They lived well at first, but subsequent bad crop returns over a number of years began to take their toll on their finances. They continued their style of living, however, and the constant stream of visitors to entertain did not help their sagging bank account.

When the children were eight and six years of age, a Mr. Walter Magowen was hired as their tutor. At the age of twelve, Patsy had an epileptic seizure and as her condition worsened, she could no longer study. Mr. Magowen left for England soon after Patsy became ill and Jacky was sent to Boucher School in Caroline County (Boucher was moved to Annapolis in 1770). He was an indifferent student, interested more in having fun than being studious. A proposed trip for Jacky was refused by his stepfather because he felt Jacky was too immature, and their finances couldn't handle the expense. He was sent to King's College in New York instead. While there, he met Eleanor "Nelly" Calvert and they got engaged. Soon after he had left for New York, Patsy died at the age of 17. Martha was devastated, but told Jacky to remain in school. By December, Jacky wanted to return to Mt. Vernon, and on the way, on February 3, 1774, Jacky and Nelly were wed at Nelly's home Mt. Airy in Maryland, before heading further south.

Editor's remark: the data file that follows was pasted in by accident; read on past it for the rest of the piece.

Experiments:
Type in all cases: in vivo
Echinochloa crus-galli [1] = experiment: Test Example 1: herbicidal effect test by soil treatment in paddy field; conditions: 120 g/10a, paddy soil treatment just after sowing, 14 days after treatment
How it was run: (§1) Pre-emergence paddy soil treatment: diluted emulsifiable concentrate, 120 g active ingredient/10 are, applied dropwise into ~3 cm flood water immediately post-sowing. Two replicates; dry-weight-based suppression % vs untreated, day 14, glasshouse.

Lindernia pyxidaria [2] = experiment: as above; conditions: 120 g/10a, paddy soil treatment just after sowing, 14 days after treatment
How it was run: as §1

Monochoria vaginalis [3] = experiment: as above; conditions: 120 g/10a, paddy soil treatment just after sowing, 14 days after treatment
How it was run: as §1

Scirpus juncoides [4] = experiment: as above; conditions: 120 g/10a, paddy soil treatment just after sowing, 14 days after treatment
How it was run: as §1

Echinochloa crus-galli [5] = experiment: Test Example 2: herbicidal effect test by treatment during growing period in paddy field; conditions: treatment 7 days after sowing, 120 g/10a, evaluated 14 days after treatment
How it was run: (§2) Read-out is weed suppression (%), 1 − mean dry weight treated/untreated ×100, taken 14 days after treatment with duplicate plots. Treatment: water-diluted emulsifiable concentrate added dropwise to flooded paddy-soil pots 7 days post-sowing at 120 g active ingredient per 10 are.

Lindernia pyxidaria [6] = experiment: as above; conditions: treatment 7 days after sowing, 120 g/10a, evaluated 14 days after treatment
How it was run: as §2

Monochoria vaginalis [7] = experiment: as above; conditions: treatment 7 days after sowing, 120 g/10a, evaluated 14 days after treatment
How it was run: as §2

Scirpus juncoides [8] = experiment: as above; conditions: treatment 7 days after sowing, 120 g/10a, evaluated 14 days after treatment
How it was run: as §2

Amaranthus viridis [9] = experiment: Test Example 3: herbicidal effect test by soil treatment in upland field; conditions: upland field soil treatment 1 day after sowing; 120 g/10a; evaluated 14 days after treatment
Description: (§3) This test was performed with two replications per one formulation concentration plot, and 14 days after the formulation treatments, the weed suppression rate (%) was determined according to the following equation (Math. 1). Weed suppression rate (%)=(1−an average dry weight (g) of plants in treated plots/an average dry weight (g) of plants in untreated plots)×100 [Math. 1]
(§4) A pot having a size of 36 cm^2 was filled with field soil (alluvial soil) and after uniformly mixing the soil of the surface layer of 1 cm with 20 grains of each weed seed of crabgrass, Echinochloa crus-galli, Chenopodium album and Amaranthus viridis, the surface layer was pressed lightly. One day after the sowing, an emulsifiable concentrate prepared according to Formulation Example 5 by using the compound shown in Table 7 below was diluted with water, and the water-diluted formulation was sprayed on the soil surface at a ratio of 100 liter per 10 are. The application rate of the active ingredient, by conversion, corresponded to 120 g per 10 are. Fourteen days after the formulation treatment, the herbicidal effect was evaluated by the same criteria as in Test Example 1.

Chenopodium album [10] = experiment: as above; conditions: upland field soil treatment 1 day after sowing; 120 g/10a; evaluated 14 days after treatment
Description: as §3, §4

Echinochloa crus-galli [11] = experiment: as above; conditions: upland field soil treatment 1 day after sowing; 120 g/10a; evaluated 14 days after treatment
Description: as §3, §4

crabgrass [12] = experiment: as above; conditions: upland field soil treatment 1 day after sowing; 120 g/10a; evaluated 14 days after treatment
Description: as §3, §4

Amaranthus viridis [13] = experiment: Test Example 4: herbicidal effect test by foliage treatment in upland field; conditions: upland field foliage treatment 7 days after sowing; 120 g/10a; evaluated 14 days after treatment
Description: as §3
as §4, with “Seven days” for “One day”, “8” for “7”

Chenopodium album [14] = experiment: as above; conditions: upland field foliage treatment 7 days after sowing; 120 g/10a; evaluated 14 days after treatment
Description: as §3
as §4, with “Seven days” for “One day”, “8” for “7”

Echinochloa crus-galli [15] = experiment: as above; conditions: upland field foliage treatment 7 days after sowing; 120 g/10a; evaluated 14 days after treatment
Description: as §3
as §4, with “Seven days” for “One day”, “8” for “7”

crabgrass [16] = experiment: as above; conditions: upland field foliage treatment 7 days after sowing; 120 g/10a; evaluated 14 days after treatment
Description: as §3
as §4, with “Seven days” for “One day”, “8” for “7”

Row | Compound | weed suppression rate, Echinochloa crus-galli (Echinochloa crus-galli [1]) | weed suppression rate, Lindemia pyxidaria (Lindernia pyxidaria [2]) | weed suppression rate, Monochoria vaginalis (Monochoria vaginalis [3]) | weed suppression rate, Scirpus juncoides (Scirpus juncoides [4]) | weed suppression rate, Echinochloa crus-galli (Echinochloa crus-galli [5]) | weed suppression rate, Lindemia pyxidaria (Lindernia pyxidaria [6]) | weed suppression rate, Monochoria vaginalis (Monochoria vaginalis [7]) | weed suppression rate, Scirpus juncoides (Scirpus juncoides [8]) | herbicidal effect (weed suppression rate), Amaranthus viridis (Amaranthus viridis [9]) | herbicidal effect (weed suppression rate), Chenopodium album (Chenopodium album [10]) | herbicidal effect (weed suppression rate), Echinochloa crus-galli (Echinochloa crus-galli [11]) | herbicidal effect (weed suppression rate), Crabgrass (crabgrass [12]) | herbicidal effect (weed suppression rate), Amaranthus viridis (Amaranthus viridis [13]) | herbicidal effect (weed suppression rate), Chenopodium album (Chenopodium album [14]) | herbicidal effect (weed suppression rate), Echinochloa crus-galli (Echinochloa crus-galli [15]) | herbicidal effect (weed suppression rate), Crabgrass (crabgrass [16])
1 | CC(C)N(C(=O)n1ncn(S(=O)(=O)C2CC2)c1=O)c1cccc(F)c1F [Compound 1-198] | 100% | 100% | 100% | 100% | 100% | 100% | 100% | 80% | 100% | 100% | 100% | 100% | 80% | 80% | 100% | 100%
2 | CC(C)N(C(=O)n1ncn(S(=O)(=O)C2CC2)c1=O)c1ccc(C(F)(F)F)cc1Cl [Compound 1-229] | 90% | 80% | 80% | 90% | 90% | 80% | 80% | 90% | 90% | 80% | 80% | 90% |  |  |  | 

Around the same time, the political unrest in the colonies was becoming more vocal. The colonists were being burdened with an inordinant amount of taxes and levies. Some of the friends and acquaintances of Martha and George, people who were visitors to their home, were soon to become the Founding Fathers. Martha herself was considerably torn. Her friends and family were split on both sides. Her son's in-laws were loyalists as well as some of their neighbors. George, however, felt it was his duty to assume some role of leadership at the urging of some of his fellow patriots. He began by working on recruiting and training an armed force. Militia were organized by state. Realizing he would have to be away from home, he asked Jacky and Nelly to stay at Mt. Vernon with Martha, which they did.

George Washington soon became the Commander-in-Chief of the Continental Army and he took charge of his army at Cambridge, Massachusetts in the winter of 1775. Martha, Jacky, Nelly, and some friends traveled two weeks to be with him there for Christmas. Martha stayed with him until June of 1776, but the others returned home soon after Christmas. She wouldn't see him again until March of 1777, where the army was encamped at Morristown for the winter. The General was feeling ill and his wife was there to nurse him. He sent her home when the fighting got closer.

At Mt. Vernon, Martha gathered her family to get the smallpox inoculation...an iffy project because you could contract the disease and die anyway. Martha would not rejoin her husband until February of 1778, where she joined him at Valley Forge. There she entertained some of the officers and the other wives who shared winter quarters there.